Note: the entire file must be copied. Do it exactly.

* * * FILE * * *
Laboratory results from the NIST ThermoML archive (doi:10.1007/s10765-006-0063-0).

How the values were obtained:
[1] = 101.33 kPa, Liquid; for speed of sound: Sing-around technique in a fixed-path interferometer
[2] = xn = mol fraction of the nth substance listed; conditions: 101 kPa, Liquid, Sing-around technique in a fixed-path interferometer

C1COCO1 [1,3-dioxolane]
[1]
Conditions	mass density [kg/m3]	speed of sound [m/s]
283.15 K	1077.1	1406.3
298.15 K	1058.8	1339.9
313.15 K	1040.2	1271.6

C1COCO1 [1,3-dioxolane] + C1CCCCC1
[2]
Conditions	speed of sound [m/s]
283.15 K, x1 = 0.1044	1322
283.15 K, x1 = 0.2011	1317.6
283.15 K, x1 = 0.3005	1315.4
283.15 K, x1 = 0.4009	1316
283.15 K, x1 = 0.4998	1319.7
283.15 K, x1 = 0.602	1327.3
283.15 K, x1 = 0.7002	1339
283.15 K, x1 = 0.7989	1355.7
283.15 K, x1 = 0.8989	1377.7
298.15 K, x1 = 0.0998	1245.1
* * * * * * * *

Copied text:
Laboratory results from the NIST ThermoML archive (doi:10.1007/s10765-006-0063-0).

How the values were obtained:
[1] = 101.33 kPa, Liquid; for speed of sound: Sing-around technique in a fixed-path interferometer
[2] = xn = mol fraction of the nth substance listed; conditions: 101 kPa, Liquid, Sing-around technique in a fixed-path interferometer

C1COCO1 [1,3-dioxolane]
[1]
Conditions	mass density [kg/m3]	speed of sound [m/s]
283.15 K	1077.1	1406.3
298.15 K	1058.8	1339.9
313.15 K	1040.2	1271.6

C1COCO1 [1,3-dioxolane] + C1CCCCC1
[2]
Conditions	speed of sound [m/s]
283.15 K, x1 = 0.1044	1322
283.15 K, x1 = 0.2011	1317.6
283.15 K, x1 = 0.3005	1315.4
283.15 K, x1 = 0.4009	1316
283.15 K, x1 = 0.4998	1319.7
283.15 K, x1 = 0.602	1327.3
283.15 K, x1 = 0.7002	1339
283.15 K, x1 = 0.7989	1355.7
283.15 K, x1 = 0.8989	1377.7
298.15 K, x1 = 0.0998	1245.1